Prehistoric site found near UK's Stonehenge

October 3, 2009

(AP) -- Archaeologists have discovered a smaller prehistoric site near Britain's famous circle of standing stones at Stonehenge.

Researchers have dubbed the site "Bluehenge," after the color of the 27 Welsh stones that were laid to make up a path. The stones have disappeared, but the path of holes remains.

Researchers from Sheffield University in northern England say the new circle represents an important find. The site is about a mile (2 kilometers) away from Stonehenge, which is believed to have been built around 2500 B.C.

Bluehenge, about 80 miles (130 kilometers) southwest of London, is thought to date back to the same period, but the exact circumstances of Bluehenge's construction aren't clear.

Researchers plan to publish more information about it next year.

©2009 The Associated Press. All rights reserved. This material may not be published, broadcast, rewritten or redistributed.

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3.4 / 5 (5) Oct 03, 2009
The stones have disappeared and yet they know they were blue. Hmmm....
5 / 5 (1) Oct 03, 2009
Well they don't not look like they weren't not blue... so they must have been blue.
not rated yet Oct 04, 2009
Um, believe it or not folks, microscopic analysis of archaeological soil samples is now possible and the original stones almost certainly would have left such traces. Also, particular mineral types have particular surface textures/fracture characteristics, which also would have certainly been left in the outlines of any imprints.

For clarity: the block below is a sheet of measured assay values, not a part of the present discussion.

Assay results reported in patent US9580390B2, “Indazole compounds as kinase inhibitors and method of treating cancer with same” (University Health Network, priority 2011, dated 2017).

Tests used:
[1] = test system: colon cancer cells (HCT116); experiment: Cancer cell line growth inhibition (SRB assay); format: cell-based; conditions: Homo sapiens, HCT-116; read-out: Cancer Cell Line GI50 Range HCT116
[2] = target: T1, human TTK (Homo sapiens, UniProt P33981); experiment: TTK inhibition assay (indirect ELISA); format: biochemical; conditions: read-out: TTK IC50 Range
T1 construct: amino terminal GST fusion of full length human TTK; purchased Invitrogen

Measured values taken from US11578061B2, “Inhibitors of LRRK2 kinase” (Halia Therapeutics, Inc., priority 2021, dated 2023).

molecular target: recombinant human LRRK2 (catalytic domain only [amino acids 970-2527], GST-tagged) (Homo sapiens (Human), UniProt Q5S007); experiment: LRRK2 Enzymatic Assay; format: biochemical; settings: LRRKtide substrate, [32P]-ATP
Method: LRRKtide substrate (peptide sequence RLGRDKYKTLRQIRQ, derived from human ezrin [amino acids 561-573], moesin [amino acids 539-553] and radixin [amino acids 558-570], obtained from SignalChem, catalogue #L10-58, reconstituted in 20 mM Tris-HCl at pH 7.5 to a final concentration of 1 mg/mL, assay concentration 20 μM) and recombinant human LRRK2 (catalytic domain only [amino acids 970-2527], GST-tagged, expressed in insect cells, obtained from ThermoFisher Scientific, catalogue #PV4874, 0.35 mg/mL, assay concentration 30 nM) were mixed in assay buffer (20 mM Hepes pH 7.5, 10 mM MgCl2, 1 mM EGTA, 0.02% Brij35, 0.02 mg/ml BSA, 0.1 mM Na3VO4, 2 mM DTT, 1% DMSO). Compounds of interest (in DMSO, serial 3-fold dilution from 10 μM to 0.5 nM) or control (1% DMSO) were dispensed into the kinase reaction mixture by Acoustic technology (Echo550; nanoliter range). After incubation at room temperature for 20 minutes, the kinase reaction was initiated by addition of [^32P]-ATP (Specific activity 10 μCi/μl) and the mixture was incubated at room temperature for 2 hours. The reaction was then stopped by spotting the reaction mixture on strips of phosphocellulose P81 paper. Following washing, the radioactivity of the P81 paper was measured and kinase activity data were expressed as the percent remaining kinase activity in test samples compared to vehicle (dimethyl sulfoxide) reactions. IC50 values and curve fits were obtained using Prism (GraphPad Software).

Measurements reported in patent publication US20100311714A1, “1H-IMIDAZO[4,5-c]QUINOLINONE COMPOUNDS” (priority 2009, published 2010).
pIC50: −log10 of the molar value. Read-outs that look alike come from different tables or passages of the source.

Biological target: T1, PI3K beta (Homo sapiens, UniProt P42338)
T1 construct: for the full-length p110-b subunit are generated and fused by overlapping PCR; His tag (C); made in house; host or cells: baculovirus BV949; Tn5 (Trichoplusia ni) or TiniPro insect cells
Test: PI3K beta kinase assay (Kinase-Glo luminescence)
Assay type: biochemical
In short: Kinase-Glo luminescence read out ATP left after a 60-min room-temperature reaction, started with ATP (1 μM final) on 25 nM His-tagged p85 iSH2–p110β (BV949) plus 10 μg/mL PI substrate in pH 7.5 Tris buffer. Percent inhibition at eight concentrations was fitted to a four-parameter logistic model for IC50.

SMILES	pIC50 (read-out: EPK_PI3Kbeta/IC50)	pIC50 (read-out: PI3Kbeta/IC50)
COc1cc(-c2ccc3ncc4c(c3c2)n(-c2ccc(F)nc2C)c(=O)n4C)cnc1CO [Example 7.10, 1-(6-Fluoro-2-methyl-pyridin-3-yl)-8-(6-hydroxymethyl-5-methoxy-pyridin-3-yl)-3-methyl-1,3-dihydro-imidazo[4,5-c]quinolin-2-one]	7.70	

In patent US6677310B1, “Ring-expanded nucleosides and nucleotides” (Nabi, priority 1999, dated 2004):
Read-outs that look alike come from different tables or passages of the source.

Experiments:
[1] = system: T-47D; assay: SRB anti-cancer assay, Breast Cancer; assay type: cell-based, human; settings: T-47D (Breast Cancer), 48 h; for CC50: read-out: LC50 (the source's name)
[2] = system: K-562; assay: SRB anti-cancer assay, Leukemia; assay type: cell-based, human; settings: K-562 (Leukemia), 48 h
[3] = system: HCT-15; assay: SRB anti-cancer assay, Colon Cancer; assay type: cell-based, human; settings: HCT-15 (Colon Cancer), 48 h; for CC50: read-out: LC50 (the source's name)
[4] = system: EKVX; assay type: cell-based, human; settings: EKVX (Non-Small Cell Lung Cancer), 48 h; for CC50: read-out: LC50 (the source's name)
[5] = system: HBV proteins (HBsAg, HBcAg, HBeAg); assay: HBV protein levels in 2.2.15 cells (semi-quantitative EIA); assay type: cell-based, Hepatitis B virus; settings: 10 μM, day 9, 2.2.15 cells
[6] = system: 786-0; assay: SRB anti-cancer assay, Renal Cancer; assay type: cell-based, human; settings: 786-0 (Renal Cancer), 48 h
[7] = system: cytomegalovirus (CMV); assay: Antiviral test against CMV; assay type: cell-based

So, rather than trying to go all Albert Einstein here in a clever, but embarrassing attempt to try to seem smarter than the experts in a comments section, why not "dig a little deeper", if you'll pardon the pun? If the question of how they determined the type of stone used is so important to you, why not research the subject of archaeological techniques, or actually find the study?

Googling the term "bluehenge" immediately gave me this:
"All that remains of the 60ft wide Bluehenge are the holes of 27 giant stones set on a ramped mount. Chips of blue stone found in the holes appear to be identical to the blue stones used in Stonehenge."


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